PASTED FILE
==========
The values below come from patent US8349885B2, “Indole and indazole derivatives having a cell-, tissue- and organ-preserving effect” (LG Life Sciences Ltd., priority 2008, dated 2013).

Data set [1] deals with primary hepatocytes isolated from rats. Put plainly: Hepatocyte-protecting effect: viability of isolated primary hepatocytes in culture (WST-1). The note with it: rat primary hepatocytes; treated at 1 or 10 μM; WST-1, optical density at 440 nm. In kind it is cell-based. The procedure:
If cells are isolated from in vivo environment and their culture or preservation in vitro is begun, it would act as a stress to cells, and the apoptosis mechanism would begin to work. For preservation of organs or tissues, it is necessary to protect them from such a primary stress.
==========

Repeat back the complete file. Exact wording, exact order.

The values below come from patent US8349885B2, “Indole and indazole derivatives having a cell-, tissue- and organ-preserving effect” (LG Life Sciences Ltd., priority 2008, dated 2013).

Data set [1] deals with primary hepatocytes isolated from rats. Put plainly: Hepatocyte-protecting effect: viability of isolated primary hepatocytes in culture (WST-1). The note with it: rat primary hepatocytes; treated at 1 or 10 μM; WST-1, optical density at 440 nm. In kind it is cell-based. The procedure:
If cells are isolated from in vivo environment and their culture or preservation in vitro is begun, it would act as a stress to cells, and the apoptosis mechanism would begin to work. For preservation of organs or tissues, it is necessary to protect them from such a primary stress.